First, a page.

(Bloomberg) — Suddenly, fears of a full-blown financial crisis in Argentina have once again come rushing to the fore.
In the wake of President Mauricio Macri’s stunning rout in primary elections over the weekend, investors dumped its stocks, bonds and currency en masse in a selloff that left much of Wall Street wondering whether the crisis-prone country was headed for yet another default.
The upset, widely seen as a preview of October’s presidential vote, threw the doors open to the very real possibility a more protectionist government will take power come December and unravel the hard-won gains that Macri made to regain the trust of the international markets. It deepened worries his populist opponent, Alberto Fernandez, and running mate, former president Cristina Fernandez de Kirchner, will try to renegotiate its debts as well as its agreements with the International Monetary Fund. The country has billions in foreign-currency debt due over the coming year.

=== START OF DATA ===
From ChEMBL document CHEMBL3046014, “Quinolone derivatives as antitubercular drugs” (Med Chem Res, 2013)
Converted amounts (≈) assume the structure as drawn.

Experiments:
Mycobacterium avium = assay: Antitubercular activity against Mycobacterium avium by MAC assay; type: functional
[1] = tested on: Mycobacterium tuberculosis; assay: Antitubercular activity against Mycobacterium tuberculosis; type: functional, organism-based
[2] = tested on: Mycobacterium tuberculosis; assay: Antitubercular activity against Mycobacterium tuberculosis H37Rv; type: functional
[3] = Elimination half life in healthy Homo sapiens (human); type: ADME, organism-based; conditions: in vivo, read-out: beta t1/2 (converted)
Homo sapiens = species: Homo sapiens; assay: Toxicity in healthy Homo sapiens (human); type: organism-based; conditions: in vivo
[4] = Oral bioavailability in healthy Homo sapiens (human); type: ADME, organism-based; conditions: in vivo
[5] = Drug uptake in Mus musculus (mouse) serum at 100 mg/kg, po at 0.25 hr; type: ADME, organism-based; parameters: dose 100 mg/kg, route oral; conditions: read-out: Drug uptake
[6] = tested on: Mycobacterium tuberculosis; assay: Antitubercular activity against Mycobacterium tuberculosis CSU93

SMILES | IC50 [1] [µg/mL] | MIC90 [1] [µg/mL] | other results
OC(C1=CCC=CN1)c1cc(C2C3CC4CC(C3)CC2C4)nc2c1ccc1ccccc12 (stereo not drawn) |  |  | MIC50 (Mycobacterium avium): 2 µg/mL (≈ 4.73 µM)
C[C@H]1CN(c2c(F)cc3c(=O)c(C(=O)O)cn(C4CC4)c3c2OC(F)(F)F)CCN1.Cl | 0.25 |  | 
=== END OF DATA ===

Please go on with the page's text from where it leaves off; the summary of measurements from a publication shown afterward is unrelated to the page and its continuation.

“The market is starting to price in default,” said Edwin Gutierrez, the London-based head of emerging-market sovereign debt at Aberdeen Asset Management. “The market is unwilling to give Fernandez the benefit of the doubt.”
Credit-default swaps now show that traders are pricing in a 75% chance that Argentina will suspend debt payments in the next five years. On Friday, the likelihood was just 49%. Its dollar-denominated government bonds lost roughly 25% on average, pushing down prices to as low as 55 cents on the dollar. Yields on shorter-maturity notes soared past 35%.